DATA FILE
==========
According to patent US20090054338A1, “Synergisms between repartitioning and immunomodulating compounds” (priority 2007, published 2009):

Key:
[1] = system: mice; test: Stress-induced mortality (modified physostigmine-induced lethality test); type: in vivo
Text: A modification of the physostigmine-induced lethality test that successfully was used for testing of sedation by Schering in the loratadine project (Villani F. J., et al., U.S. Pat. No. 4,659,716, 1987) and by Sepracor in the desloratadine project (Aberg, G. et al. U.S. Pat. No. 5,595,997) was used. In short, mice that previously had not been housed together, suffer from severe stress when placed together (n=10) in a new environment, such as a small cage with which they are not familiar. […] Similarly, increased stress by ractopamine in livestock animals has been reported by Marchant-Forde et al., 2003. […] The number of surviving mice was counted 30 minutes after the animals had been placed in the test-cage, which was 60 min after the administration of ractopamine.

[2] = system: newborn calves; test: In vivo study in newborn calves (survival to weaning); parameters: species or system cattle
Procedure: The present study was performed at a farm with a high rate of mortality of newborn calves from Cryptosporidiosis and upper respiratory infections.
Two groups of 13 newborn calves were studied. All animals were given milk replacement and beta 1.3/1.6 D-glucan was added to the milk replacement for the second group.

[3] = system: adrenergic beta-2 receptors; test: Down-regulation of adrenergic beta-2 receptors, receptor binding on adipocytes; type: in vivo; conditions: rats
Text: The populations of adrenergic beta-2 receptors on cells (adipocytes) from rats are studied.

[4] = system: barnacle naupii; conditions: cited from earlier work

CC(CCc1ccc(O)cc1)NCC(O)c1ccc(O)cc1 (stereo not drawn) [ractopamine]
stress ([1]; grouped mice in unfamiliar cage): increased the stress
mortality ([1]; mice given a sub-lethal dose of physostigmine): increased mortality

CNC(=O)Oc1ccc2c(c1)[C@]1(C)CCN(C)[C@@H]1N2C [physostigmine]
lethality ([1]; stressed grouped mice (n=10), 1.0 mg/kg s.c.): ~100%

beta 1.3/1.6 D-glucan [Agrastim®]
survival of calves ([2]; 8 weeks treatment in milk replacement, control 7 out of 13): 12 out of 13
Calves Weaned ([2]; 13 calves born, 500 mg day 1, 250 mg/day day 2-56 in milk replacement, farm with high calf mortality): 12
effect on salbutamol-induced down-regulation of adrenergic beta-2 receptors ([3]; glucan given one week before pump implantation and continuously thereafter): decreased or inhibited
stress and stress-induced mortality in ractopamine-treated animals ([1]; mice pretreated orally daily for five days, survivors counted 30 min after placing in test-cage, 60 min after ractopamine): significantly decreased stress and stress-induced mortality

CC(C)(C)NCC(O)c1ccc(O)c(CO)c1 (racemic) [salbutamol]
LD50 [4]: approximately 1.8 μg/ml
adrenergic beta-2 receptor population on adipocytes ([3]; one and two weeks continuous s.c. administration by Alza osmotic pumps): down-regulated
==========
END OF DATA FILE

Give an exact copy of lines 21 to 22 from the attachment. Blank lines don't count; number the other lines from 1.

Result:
CC(C)(C)NCC(O)c1ccc(O)c(CO)c1 (racemic) [salbutamol]
LD50 [4]: approximately 1.8 μg/ml